By DAISY BURTON
The Amarillo College advising department will soon release a new scheduling program to aid students and advisers alike.“So, the software that we will deploy here to create a more graphically interactive way for students to manage the registration experience and to be able to see the courses that are on their pathway to graduation,” Bob Austin vice president of enrollment management, said.
One of the goals of EduNav is to provide students with a guided pathway while scheduling classes for the upcoming semesters.
“And the idea is that it will affect your behavior in a way that if you know what’s coming, if you’re always anticipating, what’s next if you know what you have to complete, where to start and finish, that it improves the chances that you’ll actually graduate from college,” Austin said.
The application also intends to aid in adviser workload, allowing advisers to focus more on engaging in conversations with students.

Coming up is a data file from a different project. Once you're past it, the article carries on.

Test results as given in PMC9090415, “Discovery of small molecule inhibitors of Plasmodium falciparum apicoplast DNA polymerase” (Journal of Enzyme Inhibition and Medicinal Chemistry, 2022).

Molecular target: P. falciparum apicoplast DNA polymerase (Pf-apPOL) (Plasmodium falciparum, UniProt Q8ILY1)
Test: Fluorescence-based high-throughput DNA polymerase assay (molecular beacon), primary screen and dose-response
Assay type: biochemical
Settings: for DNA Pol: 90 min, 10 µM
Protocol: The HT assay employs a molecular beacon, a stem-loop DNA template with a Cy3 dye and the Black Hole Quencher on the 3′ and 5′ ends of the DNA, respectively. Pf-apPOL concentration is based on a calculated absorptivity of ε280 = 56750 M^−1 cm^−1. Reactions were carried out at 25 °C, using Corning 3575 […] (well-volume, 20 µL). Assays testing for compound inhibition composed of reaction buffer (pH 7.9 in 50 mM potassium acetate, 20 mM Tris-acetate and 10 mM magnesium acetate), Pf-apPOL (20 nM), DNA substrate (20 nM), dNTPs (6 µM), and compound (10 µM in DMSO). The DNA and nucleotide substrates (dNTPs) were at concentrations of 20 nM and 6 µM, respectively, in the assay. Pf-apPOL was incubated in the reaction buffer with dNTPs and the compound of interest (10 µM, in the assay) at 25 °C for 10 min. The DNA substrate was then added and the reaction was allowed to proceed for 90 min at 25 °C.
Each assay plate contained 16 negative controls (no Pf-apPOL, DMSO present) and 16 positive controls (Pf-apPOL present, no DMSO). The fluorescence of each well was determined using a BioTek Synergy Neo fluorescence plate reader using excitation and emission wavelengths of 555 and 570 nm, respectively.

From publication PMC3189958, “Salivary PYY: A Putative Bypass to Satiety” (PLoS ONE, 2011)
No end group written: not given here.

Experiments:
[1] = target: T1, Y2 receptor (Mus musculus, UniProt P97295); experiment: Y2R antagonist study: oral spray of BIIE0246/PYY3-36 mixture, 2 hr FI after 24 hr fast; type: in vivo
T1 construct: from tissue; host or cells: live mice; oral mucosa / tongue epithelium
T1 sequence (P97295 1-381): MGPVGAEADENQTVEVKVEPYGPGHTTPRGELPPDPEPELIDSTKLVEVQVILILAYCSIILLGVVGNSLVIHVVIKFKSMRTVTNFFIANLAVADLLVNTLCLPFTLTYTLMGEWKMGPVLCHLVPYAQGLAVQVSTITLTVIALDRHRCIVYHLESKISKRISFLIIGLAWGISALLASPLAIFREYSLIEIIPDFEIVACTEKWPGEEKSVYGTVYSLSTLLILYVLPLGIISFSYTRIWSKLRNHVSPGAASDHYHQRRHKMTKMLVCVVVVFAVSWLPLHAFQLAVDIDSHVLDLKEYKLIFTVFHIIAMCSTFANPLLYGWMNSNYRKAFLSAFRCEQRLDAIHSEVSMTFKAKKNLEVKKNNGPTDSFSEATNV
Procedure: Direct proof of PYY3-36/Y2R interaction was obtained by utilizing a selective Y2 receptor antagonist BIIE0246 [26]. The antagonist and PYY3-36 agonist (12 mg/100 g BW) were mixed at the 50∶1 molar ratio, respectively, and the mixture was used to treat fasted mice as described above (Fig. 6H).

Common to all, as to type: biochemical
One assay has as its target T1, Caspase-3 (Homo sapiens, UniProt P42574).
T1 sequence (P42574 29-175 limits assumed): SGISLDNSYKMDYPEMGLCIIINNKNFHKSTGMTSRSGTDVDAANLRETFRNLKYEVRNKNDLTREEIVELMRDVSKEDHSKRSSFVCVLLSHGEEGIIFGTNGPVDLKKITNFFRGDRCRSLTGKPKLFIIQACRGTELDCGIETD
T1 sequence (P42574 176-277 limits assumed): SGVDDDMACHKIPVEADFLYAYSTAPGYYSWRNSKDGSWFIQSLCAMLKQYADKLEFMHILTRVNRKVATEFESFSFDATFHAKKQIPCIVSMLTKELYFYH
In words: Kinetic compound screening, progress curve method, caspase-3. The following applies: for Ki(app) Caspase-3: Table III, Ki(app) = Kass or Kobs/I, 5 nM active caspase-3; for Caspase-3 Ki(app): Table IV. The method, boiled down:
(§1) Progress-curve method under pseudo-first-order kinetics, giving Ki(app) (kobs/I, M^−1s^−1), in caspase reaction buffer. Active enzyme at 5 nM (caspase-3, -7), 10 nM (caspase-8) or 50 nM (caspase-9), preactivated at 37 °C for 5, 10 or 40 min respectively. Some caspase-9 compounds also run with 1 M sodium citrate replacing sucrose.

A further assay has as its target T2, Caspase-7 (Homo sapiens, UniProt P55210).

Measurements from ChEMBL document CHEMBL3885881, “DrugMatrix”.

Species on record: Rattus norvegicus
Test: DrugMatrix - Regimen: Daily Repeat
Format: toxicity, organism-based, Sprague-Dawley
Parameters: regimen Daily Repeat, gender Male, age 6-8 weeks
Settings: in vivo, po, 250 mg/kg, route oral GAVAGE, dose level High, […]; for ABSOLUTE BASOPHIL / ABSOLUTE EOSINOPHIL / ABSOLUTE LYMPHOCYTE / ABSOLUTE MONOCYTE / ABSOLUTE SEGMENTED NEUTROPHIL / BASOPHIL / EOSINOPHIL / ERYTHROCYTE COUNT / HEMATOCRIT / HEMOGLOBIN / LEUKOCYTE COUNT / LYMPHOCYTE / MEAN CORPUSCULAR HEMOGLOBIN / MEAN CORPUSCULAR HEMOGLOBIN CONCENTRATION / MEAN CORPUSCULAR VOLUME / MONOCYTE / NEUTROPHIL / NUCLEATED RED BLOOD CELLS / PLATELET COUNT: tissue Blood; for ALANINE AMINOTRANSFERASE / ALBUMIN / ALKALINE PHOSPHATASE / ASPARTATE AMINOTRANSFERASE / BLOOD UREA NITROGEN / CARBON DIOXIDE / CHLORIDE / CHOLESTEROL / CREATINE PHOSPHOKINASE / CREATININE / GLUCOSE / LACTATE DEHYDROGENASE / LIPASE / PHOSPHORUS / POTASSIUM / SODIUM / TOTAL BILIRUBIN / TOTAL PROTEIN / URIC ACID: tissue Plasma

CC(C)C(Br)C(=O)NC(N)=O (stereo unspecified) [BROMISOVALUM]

“The system knows that you are taking classes that fall within your degree programming— the classes that you need. It would take that manual process kind of out of it for us to have more engagement,” Ernesto Olmos, director of advising, said. “Allowing us to have more meaningful conversations. How are things going? Are there things going on in your life that can prevent you from being successful? How do we provide you with those resources?” Olmos said.
The application is in the early stages of implementation but will most likely be avail,able during the fall semester of 2023 or possibly sooner. “Hopefully we’ll start piloting with some programs in late spring, maybe summer. By next fall we could have it,” Olmos said.
Many members of the advising staff at AC have done extensive research over this application. Some even traveled to other schools that use the program in order to better understand what the application would mean for Amarillo College.
“For the last year and a half we’ve been doing our homework on this company, on the system. We have made phone calls to contact people at other colleges and universities who have deployed it. We’ve asked a lot of questions,” Austin said.
“At the end of May, several of us traveled to Albuquerque and visited Central New Mexico Community College. They have it up and running. They’ve been using it for three years,” he said.
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